Buy-to-let yields 2021: where are the best postcodes in London?

2 June 2021 | Investment

In the below guide, it provides a rundown of the best-performing postcodes for property investors looking to expand their portfolio, as well as exploring what the data tells us about the current residential lettings market and its prospects in the near future.

What are the top postcodes?        

Home Made argues, that since the onset of Covid-19, investors have turned away from many of the asset classes whose presumed security and capacity for long-term value creation were once thought unimpeachable.

With international lockdowns accelerating existing trends towards flexible working practices and e-commerce, investors have seen billions wiped off the value of commercial property assets.

Nevertheless, while commercial property has suffered, the value of residential assets has fared well during the pandemic.

“Thanks to the extended stamp duty holiday, the sales market is buoyant and price growth has exceeded expectations, while a surprisingly robust lettings market benefited from permission to continue operating during later lockdowns and a flurry of activity as renters seek out housing that more closely aligns with their post-Covid priorities,” the Home Made report said.

“While the residential lettings market in London has fared reasonably well despite the pandemic, rental yields in some neighbourhoods have emerged in a far stronger position than others. In particular, postcodes located further away from the city centre (which continues to struggle amid ongoing restrictions) offer the best returns for investors.”

According to Home Made, the top 10 postcodes in London offering investors the best rental yields for one, two and three-bedroom properties are as follows:

1-bedroom properties

  1. IG11 (Barking, Upney) – 6.12%

  2. N9 (Lower Edmonton) – 5.89%

  3. TW13 (Feltham, Twickenham) – 5.65%

  4. EN8 (Cheshunt, Waltham Cross) – 5.57%

  5. IG1 (Ilford) – 5.56%

  6. EN3 (Enfield) – 5.50%

  7. RM6 (Chadwell Heath, Goodmayes, Marks Gate, Little Heath) – 5.46%

  8. RM1 (Romford) – 5.43%

  9. RM7 (Romford, Dagenham, Hornchurch) – 5.39%

  10. IG2 (Gants Hill, Newbury Park, Aldborough Hatch) – 5.35%

2-bedroom properties

  1. UB1 (Southall) – 5.93%

  2. IG11 (Barking, Upney) – 5.64%

  3. EN3 (Enfield) – 5.52%

  4. RM6 (Chadwell Heath, Goodmayes, Marks Gate, Little Heath) – 5.48%

  5. N9 (Lower Edmonton) – 5.42%

  6. TW5 (Hounslow) – 5.39%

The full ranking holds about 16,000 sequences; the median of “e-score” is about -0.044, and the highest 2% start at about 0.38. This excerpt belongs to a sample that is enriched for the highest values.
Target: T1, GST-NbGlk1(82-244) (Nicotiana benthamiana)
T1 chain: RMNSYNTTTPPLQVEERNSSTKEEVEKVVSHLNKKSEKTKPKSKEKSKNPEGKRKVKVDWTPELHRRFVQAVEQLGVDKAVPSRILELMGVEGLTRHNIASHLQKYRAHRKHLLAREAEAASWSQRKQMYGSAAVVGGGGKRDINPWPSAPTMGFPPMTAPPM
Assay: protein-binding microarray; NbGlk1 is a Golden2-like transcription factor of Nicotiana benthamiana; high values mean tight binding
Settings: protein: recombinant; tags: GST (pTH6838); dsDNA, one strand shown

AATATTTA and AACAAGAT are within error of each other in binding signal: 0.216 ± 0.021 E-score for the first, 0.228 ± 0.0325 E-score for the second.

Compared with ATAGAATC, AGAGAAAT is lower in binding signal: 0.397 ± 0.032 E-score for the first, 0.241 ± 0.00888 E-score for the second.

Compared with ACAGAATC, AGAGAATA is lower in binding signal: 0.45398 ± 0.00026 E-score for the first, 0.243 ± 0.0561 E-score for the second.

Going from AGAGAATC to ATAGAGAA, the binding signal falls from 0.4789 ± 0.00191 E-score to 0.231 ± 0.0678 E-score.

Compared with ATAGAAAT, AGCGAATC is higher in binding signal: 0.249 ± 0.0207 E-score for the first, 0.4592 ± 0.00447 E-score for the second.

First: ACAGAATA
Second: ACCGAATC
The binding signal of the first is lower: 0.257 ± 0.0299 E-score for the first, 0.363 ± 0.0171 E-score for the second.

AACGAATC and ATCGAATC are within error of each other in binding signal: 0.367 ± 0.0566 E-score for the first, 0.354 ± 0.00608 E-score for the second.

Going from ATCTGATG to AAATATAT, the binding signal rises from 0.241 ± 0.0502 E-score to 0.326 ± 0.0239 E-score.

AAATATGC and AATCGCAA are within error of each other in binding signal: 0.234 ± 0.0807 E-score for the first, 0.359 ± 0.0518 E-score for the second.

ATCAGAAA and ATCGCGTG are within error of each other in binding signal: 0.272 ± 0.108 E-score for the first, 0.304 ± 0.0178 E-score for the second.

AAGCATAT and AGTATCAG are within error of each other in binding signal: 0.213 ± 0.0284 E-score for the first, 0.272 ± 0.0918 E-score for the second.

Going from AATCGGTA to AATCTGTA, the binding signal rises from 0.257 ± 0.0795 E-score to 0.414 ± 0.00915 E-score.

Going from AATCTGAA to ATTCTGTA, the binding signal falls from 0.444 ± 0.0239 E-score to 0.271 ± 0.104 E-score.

7. N18 (Upper Edmonton) – 5.39%

  8. IG1 (Ilford) – 5.37%

  9. IG3 (Ilford, Cransbrook, Loxford) – 5.35%

  10. RM1 (Romford) – 5.33%

3-bedroom properties

  1. RM8 (Dagenham, Beacontree) – 5.13%

  2. RM9 (Dagenham, Beacontree) – 5.01%

  3. RM10 (Dagenham, Beacontree) – 4.90%

  4. IG11 (Barking, Upney) – 4.80%

  5. EN3 (Enfield) – 4.76%

  6. RM3 (Harold Wood, Harold Hill) – 4.64%

  7. N9 (Lower Edmonton) – 4.61%

  8. CR0 (Croydon) – 4.56%

  9. N18 (Upper Edmonton) – 4.54%

  10. CR7 (Thornton Heath) – 4.54%

Overall

  1. IG11 (Barking, Upney) – 5.13%

  2. RM10 (Dagenham, Becontree) – 4.97%

  3. RM9 (Dagenham, Becontree, Castle Green) – 4.94%

  4. RM8 (Dagenham, Becontree, Becontree Heath, Chadwell Heath) – 4.91%

  5. SE28 (Thamesmead, Greenwich, Bexley) – 4.88%

  6. E13 (Plaistow, West Ham) – 4.59%

  7. RM3 (Harold Wood, Harold Hill, Noak Hill, Harold Park) – 4.54%

  8. N9 (Lower Edmonton) – 4.44%

  9. E6 (East Ham, Beckton, Barking) – 4.40%

  10. RM6 (Chadwell Heath, Marks Gate, Little Heath, Goodmayes) – 4.35%

What does the data reveal and why?

The most attractive investment prospects right now are mainly clustered in London’s outermost eastern boroughs: Barking and Dagenham, Redbridge, and Havering. Home Made’s review of its previous yields analysis (published in late 2019) suggests that there has been a sustained eastwards shift in the location of postcodes offering the best potential ROI for buy-to-let landlords.

East London locations that performed well in 2019, such as East Ham, Plaistow and Thamesmead, once again appear among top performers when looking at overall yields across each property category.

Despite this, they have lost considerable ground to towns such as Barking, Ilford and Romford, located further out in travel zones 4, 5 and 6.